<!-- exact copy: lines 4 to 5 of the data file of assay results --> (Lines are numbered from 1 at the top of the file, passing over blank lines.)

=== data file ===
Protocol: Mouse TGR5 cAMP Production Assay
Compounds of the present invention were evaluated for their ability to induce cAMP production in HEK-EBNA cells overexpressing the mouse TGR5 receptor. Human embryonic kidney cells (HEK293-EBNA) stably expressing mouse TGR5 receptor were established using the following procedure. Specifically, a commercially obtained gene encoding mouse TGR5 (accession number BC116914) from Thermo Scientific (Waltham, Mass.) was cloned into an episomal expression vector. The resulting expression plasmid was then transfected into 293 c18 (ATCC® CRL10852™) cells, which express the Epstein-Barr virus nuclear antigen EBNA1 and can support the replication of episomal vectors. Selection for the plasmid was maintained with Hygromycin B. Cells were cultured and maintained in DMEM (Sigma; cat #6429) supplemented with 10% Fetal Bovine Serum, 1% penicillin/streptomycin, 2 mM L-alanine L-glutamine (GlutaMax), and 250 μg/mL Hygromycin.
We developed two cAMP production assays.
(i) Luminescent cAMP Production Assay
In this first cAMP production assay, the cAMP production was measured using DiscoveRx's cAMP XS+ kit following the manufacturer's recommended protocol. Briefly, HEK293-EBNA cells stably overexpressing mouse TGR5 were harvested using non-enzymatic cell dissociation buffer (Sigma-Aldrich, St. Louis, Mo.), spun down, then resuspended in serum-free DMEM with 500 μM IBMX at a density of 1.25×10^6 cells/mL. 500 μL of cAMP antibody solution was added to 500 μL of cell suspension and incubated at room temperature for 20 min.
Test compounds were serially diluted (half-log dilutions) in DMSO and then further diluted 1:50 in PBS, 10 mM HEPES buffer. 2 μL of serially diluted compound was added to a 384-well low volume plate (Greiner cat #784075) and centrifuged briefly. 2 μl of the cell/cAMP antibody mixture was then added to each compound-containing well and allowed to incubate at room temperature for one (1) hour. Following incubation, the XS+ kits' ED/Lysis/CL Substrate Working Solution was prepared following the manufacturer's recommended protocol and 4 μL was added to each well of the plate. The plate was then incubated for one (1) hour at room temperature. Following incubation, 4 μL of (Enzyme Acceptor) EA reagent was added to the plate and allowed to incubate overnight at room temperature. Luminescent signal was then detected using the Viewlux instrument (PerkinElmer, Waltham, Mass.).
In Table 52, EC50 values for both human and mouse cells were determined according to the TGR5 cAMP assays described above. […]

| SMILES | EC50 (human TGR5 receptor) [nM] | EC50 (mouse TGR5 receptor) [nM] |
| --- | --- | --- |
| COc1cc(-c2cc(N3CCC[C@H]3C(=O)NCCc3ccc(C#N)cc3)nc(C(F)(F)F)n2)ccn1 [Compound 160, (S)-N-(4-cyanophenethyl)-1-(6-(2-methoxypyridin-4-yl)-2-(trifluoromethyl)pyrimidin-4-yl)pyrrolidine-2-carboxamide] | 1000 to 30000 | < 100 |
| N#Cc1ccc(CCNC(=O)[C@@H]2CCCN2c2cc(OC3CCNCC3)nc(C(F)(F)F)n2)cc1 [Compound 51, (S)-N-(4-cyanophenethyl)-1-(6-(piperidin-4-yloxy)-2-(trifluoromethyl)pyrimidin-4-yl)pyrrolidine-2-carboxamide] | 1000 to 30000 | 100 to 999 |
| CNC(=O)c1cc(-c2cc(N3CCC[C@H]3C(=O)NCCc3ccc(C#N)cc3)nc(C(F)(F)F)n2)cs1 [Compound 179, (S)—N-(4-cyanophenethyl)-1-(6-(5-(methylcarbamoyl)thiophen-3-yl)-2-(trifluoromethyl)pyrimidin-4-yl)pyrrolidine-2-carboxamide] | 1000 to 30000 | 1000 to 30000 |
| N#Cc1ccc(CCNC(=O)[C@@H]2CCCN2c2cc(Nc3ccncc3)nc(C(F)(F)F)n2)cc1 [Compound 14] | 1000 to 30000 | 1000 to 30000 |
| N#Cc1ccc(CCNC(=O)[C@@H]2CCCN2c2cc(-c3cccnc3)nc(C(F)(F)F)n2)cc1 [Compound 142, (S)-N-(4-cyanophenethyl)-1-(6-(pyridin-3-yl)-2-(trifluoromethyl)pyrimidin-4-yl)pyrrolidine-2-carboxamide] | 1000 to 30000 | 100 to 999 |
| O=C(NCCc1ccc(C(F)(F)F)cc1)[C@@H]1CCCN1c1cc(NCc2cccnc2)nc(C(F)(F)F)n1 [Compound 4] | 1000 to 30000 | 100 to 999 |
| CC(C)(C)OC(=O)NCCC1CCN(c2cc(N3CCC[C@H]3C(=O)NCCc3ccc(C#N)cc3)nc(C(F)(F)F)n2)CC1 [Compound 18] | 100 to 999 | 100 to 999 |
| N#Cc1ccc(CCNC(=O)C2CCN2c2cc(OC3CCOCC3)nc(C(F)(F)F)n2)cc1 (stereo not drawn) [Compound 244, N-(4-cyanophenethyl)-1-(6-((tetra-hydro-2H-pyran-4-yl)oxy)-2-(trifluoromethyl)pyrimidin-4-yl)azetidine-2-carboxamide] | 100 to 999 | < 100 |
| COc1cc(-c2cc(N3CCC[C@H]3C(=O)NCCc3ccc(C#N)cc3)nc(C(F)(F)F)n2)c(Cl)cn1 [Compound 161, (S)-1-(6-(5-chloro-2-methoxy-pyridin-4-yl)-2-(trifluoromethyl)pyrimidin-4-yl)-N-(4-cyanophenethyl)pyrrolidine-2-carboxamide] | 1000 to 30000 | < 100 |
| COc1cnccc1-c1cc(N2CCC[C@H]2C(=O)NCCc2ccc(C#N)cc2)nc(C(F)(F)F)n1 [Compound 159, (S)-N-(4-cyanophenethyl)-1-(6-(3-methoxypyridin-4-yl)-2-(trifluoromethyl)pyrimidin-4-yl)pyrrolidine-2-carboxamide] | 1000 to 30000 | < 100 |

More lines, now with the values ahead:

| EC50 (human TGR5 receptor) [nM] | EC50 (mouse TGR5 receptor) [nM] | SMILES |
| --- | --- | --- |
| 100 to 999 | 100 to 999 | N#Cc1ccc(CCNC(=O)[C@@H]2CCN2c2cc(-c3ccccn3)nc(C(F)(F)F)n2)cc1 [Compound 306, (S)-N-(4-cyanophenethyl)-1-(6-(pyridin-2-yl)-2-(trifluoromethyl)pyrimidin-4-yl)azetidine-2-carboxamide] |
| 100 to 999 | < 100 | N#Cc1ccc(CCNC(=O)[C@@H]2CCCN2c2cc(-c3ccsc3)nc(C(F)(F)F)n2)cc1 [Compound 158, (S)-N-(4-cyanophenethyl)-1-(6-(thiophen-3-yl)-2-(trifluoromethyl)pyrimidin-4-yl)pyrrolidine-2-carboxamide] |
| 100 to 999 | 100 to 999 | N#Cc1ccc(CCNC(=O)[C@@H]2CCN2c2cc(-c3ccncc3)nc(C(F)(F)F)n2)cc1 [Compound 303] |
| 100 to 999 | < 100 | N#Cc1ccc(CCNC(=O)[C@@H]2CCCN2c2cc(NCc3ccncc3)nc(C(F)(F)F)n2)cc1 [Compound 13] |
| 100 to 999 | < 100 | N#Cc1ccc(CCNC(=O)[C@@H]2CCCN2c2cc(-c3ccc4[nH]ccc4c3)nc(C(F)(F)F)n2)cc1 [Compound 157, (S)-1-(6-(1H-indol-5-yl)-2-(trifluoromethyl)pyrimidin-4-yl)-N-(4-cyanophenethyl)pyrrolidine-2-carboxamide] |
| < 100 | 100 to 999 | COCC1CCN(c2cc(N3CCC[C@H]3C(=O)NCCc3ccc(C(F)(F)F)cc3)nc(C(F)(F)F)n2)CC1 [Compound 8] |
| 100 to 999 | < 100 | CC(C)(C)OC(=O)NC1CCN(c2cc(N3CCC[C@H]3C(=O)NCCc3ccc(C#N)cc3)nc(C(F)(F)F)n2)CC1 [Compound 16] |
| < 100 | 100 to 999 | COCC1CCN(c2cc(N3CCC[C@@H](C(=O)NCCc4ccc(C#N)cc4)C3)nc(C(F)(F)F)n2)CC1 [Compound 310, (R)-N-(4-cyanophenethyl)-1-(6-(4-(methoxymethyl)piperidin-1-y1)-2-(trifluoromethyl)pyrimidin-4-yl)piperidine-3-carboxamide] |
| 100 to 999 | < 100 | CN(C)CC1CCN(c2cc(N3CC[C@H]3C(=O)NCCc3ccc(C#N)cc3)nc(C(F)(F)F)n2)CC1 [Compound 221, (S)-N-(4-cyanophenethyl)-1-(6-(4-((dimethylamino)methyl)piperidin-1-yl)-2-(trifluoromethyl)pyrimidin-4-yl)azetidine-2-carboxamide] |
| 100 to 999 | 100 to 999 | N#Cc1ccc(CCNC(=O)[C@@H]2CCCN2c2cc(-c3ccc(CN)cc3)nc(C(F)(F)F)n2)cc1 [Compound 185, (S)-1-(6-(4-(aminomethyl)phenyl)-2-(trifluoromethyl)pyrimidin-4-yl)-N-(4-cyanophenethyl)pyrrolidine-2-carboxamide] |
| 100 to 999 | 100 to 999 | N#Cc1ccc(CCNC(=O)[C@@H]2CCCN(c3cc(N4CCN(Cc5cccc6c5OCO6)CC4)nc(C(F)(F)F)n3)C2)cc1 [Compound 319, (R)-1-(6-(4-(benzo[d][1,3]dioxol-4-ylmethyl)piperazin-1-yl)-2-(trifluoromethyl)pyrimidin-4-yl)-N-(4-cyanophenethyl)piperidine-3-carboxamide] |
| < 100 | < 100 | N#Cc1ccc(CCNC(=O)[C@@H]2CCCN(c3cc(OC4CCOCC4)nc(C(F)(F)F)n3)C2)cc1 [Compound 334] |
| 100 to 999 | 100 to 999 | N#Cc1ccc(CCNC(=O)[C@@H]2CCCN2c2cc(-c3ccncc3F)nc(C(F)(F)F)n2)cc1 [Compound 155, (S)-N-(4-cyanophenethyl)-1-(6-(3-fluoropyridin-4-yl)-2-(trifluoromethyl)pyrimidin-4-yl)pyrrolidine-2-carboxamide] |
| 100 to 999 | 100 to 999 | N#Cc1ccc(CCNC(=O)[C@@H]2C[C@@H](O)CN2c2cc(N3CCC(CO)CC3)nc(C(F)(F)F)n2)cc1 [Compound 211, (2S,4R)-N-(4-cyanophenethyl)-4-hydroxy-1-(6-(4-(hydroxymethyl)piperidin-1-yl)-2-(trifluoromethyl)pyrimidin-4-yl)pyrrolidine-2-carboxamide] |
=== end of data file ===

(i) Luminescent cAMP Production Assay
In this first cAMP production assay, the cAMP production was measured using DiscoveRx's cAMP XS+ kit following the manufacturer's recommended protocol. Briefly, HEK293-EBNA cells stably overexpressing mouse TGR5 were harvested using non-enzymatic cell dissociation buffer (Sigma-Aldrich, St. Louis, Mo.), spun down, then resuspended in serum-free DMEM with 500 μM IBMX at a density of 1.25×10^6 cells/mL. 500 μL of cAMP antibody solution was added to 500 μL of cell suspension and incubated at room temperature for 20 min.